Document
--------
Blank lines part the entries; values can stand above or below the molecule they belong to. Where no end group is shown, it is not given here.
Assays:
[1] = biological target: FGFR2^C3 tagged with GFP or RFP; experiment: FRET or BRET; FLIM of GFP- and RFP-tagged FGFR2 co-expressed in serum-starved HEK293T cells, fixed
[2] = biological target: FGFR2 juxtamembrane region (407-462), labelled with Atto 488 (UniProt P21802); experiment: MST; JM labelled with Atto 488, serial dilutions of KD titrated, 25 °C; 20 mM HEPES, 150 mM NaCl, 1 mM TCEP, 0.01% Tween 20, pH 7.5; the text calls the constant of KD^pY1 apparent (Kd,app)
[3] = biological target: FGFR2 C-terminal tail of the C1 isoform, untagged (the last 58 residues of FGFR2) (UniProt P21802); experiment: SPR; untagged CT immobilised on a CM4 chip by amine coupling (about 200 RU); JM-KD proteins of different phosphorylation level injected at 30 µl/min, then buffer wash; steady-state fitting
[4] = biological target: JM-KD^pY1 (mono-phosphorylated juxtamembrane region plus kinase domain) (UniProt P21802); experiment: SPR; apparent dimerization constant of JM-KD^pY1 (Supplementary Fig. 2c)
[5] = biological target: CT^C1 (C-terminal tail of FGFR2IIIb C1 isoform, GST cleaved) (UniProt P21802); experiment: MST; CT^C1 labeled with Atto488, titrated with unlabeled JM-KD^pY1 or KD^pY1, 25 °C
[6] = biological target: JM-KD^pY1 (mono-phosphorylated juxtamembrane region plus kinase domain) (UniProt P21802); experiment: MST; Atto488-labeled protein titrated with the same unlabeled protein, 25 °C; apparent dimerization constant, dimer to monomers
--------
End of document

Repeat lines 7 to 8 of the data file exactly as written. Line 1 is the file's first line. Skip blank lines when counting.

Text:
[5] = biological target: CT^C1 (C-terminal tail of FGFR2IIIb C1 isoform, GST cleaved) (UniProt P21802); experiment: MST; CT^C1 labeled with Atto488, titrated with unlabeled JM-KD^pY1 or KD^pY1, 25 °C
[6] = biological target: JM-KD^pY1 (mono-phosphorylated juxtamembrane region plus kinase domain) (UniProt P21802); experiment: MST; Atto488-labeled protein titrated with the same unlabeled protein, 25 °C; apparent dimerization constant, dimer to monomers